A Problem with Russian Cooperation
25 January 2017
Immediately following the President’s inauguration, the White House website released six policy pages detailing Trump’s priorities. According to Trump’s foreign policy objectives, “Defeating ISIS and other radical Islamic terror groups will be our highest priority. To defeat and destroy these groups, we will pursue aggressive joint and coalition military operations when necessary. In addition, the Trump Administration will work with international partners to cut off funding for terrorist groups, to expand intelligence sharing, and to engage in cyberwarfare to disrupt and disable propaganda and recruiting.”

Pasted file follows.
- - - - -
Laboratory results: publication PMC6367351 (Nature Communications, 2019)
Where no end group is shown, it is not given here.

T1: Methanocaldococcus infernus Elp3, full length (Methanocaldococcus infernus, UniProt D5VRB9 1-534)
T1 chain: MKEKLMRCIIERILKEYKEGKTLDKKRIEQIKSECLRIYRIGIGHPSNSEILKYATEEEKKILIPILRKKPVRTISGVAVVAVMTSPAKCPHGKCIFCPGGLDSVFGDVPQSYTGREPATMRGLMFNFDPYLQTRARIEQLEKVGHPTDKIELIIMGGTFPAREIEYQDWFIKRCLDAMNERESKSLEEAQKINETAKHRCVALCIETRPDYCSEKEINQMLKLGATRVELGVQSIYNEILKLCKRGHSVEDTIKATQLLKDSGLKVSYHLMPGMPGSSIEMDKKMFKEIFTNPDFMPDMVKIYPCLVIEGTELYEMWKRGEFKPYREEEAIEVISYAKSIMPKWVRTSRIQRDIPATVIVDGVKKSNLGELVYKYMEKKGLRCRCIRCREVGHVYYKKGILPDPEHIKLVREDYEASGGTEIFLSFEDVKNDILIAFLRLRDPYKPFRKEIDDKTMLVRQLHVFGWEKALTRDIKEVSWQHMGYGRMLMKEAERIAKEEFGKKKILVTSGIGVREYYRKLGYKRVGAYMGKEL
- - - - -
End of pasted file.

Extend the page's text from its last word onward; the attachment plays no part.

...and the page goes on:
Daesh, or the Islamic State, and Syria’s Assad regime have been viciously embattled since the beginning of the region’s conflict, and the U.S.-led coalition has captured significant territory from Daesh and destroyed key oil infrastructure in recent months. Oil remains one of Daesh’s key sources of income, and while U.S. strikes against oil smuggling convoys have inflicted heavy material losses, Daesh has shifted its smuggling routes to territory patrolled by Russian forces. Coalition aircraft are unable to fly and strike in those areas, and the Daesh oil trade has been allowed to survive. The Trump Administration could attempt to coordinate operations with the Russian military, though, despite the conflict, the Russian-backed Assad regime is currently purchasing oil from Daesh and the trade has now become the radical group’s top source of income. The Assad regime’s reliance on the trade will likely prevent the Russians from permitting the destruction of Daesh oil convoys, let alone cooperating in the strikes.